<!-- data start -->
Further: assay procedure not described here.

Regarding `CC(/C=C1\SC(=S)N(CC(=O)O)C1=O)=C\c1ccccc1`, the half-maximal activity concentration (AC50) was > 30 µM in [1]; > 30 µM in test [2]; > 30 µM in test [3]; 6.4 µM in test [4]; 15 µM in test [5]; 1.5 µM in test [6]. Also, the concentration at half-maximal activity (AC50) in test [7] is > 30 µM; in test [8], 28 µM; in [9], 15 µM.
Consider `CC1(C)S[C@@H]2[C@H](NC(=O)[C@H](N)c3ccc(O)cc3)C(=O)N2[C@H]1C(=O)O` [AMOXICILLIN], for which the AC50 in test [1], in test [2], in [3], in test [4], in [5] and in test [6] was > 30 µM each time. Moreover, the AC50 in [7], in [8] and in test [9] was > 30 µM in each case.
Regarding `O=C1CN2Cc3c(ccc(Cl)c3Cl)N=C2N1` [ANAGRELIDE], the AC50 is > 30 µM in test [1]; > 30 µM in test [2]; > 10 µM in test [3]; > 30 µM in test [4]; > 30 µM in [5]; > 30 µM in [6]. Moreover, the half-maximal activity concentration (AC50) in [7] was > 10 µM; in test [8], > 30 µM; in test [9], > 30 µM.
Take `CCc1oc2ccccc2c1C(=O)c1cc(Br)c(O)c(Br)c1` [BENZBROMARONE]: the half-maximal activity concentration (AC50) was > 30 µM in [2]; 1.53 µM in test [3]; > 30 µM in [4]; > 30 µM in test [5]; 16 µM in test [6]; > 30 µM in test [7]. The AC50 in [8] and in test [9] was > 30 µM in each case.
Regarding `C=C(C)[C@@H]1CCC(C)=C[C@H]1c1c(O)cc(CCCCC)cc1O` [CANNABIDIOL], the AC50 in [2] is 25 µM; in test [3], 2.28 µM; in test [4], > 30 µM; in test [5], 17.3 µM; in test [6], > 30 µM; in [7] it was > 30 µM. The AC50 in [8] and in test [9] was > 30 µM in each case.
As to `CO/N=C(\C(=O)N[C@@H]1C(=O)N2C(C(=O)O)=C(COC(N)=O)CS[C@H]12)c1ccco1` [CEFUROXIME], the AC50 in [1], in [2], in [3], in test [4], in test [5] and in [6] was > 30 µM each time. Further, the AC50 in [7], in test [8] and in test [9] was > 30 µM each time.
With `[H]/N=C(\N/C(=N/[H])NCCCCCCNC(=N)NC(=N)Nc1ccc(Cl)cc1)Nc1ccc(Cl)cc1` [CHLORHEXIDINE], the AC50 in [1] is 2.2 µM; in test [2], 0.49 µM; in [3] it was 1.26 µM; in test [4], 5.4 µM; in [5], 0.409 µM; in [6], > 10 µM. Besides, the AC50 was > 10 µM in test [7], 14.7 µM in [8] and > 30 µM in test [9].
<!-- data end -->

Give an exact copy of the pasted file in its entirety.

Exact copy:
Further: assay procedure not described here.

Regarding `CC(/C=C1\SC(=S)N(CC(=O)O)C1=O)=C\c1ccccc1`, the half-maximal activity concentration (AC50) was > 30 µM in [1]; > 30 µM in test [2]; > 30 µM in test [3]; 6.4 µM in test [4]; 15 µM in test [5]; 1.5 µM in test [6]. Also, the concentration at half-maximal activity (AC50) in test [7] is > 30 µM; in test [8], 28 µM; in [9], 15 µM.
Consider `CC1(C)S[C@@H]2[C@H](NC(=O)[C@H](N)c3ccc(O)cc3)C(=O)N2[C@H]1C(=O)O` [AMOXICILLIN], for which the AC50 in test [1], in test [2], in [3], in test [4], in [5] and in test [6] was > 30 µM each time. Moreover, the AC50 in [7], in [8] and in test [9] was > 30 µM in each case.
Regarding `O=C1CN2Cc3c(ccc(Cl)c3Cl)N=C2N1` [ANAGRELIDE], the AC50 is > 30 µM in test [1]; > 30 µM in test [2]; > 10 µM in test [3]; > 30 µM in test [4]; > 30 µM in [5]; > 30 µM in [6]. Moreover, the half-maximal activity concentration (AC50) in [7] was > 10 µM; in test [8], > 30 µM; in test [9], > 30 µM.
Take `CCc1oc2ccccc2c1C(=O)c1cc(Br)c(O)c(Br)c1` [BENZBROMARONE]: the half-maximal activity concentration (AC50) was > 30 µM in [2]; 1.53 µM in test [3]; > 30 µM in [4]; > 30 µM in test [5]; 16 µM in test [6]; > 30 µM in test [7]. The AC50 in [8] and in test [9] was > 30 µM in each case.
Regarding `C=C(C)[C@@H]1CCC(C)=C[C@H]1c1c(O)cc(CCCCC)cc1O` [CANNABIDIOL], the AC50 in [2] is 25 µM; in test [3], 2.28 µM; in test [4], > 30 µM; in test [5], 17.3 µM; in test [6], > 30 µM; in [7] it was > 30 µM. The AC50 in [8] and in test [9] was > 30 µM in each case.
As to `CO/N=C(\C(=O)N[C@@H]1C(=O)N2C(C(=O)O)=C(COC(N)=O)CS[C@H]12)c1ccco1` [CEFUROXIME], the AC50 in [1], in [2], in [3], in test [4], in test [5] and in [6] was > 30 µM each time. Further, the AC50 in [7], in test [8] and in test [9] was > 30 µM each time.
With `[H]/N=C(\N/C(=N/[H])NCCCCCCNC(=N)NC(=N)Nc1ccc(Cl)cc1)Nc1ccc(Cl)cc1` [CHLORHEXIDINE], the AC50 in [1] is 2.2 µM; in test [2], 0.49 µM; in [3] it was 1.26 µM; in test [4], 5.4 µM; in [5], 0.409 µM; in [6], > 10 µM. Besides, the AC50 was > 10 µM in test [7], 14.7 µM in [8] and > 30 µM in test [9].